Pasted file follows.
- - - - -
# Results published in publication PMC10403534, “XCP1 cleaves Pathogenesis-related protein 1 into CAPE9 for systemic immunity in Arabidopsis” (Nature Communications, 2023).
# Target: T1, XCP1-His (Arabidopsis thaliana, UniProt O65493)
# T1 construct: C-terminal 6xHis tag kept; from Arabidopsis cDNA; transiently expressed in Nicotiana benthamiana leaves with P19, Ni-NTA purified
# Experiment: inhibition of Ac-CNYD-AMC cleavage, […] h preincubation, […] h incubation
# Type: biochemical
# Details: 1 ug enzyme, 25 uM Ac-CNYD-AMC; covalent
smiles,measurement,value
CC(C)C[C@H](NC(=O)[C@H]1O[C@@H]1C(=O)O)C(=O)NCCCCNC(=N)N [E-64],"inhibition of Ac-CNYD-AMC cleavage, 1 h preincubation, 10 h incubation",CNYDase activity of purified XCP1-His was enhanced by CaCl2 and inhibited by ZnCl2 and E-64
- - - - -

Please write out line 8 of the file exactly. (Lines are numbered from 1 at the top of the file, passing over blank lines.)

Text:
CC(C)C[C@H](NC(=O)[C@H]1O[C@@H]1C(=O)O)C(=O)NCCCCNC(=N)N [E-64],"inhibition of Ac-CNYD-AMC cleavage, 1 h preincubation, 10 h incubation",CNYDase activity of purified XCP1-His was enhanced by CaCl2 and inhibited by ZnCl2 and E-64